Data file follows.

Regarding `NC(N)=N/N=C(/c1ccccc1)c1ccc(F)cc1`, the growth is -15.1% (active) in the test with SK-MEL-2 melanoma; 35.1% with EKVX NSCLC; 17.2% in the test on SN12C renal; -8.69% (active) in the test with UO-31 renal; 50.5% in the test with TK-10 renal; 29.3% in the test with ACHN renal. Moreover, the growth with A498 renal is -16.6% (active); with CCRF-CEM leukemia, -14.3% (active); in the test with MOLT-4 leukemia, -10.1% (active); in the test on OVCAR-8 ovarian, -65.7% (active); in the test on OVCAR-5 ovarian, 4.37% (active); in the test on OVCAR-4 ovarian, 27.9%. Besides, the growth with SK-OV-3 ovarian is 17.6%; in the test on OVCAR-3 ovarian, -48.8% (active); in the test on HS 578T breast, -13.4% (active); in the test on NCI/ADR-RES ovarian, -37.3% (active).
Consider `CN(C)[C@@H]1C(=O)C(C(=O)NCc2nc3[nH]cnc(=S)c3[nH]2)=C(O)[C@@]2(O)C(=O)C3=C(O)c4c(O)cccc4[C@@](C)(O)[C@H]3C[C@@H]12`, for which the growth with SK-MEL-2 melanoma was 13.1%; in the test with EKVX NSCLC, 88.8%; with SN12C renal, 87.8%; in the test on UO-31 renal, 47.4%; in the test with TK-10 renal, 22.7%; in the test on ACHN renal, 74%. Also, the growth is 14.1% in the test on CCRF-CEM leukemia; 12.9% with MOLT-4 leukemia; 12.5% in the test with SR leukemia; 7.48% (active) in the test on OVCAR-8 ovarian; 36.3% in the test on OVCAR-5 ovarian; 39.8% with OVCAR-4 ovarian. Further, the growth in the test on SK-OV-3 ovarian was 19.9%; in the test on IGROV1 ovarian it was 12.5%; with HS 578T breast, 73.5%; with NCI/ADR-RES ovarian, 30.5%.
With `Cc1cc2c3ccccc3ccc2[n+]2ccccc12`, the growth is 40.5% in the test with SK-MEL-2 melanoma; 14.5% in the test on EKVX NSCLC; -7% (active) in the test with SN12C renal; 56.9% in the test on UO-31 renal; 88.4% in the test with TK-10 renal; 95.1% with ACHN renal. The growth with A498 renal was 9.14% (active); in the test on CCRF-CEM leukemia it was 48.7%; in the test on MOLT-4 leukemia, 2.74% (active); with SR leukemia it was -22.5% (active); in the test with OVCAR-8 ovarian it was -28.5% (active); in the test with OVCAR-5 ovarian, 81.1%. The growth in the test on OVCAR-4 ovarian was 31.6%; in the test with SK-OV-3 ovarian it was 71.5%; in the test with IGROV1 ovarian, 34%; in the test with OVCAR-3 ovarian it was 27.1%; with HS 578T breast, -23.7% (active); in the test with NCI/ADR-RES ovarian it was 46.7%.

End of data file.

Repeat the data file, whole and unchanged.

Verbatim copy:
Regarding `NC(N)=N/N=C(/c1ccccc1)c1ccc(F)cc1`, the growth is -15.1% (active) in the test with SK-MEL-2 melanoma; 35.1% with EKVX NSCLC; 17.2% in the test on SN12C renal; -8.69% (active) in the test with UO-31 renal; 50.5% in the test with TK-10 renal; 29.3% in the test with ACHN renal. Moreover, the growth with A498 renal is -16.6% (active); with CCRF-CEM leukemia, -14.3% (active); in the test with MOLT-4 leukemia, -10.1% (active); in the test on OVCAR-8 ovarian, -65.7% (active); in the test on OVCAR-5 ovarian, 4.37% (active); in the test on OVCAR-4 ovarian, 27.9%. Besides, the growth with SK-OV-3 ovarian is 17.6%; in the test on OVCAR-3 ovarian, -48.8% (active); in the test on HS 578T breast, -13.4% (active); in the test on NCI/ADR-RES ovarian, -37.3% (active).
Consider `CN(C)[C@@H]1C(=O)C(C(=O)NCc2nc3[nH]cnc(=S)c3[nH]2)=C(O)[C@@]2(O)C(=O)C3=C(O)c4c(O)cccc4[C@@](C)(O)[C@H]3C[C@@H]12`, for which the growth with SK-MEL-2 melanoma was 13.1%; in the test with EKVX NSCLC, 88.8%; with SN12C renal, 87.8%; in the test on UO-31 renal, 47.4%; in the test with TK-10 renal, 22.7%; in the test on ACHN renal, 74%. Also, the growth is 14.1% in the test on CCRF-CEM leukemia; 12.9% with MOLT-4 leukemia; 12.5% in the test with SR leukemia; 7.48% (active) in the test on OVCAR-8 ovarian; 36.3% in the test on OVCAR-5 ovarian; 39.8% with OVCAR-4 ovarian. Further, the growth in the test on SK-OV-3 ovarian was 19.9%; in the test on IGROV1 ovarian it was 12.5%; with HS 578T breast, 73.5%; with NCI/ADR-RES ovarian, 30.5%.
With `Cc1cc2c3ccccc3ccc2[n+]2ccccc12`, the growth is 40.5% in the test with SK-MEL-2 melanoma; 14.5% in the test on EKVX NSCLC; -7% (active) in the test with SN12C renal; 56.9% in the test on UO-31 renal; 88.4% in the test with TK-10 renal; 95.1% with ACHN renal. The growth with A498 renal was 9.14% (active); in the test on CCRF-CEM leukemia it was 48.7%; in the test on MOLT-4 leukemia, 2.74% (active); with SR leukemia it was -22.5% (active); in the test with OVCAR-8 ovarian it was -28.5% (active); in the test with OVCAR-5 ovarian, 81.1%. The growth in the test on OVCAR-4 ovarian was 31.6%; in the test with SK-OV-3 ovarian it was 71.5%; in the test with IGROV1 ovarian, 34%; in the test with OVCAR-3 ovarian it was 27.1%; with HS 578T breast, -23.7% (active); in the test with NCI/ADR-RES ovarian it was 46.7%.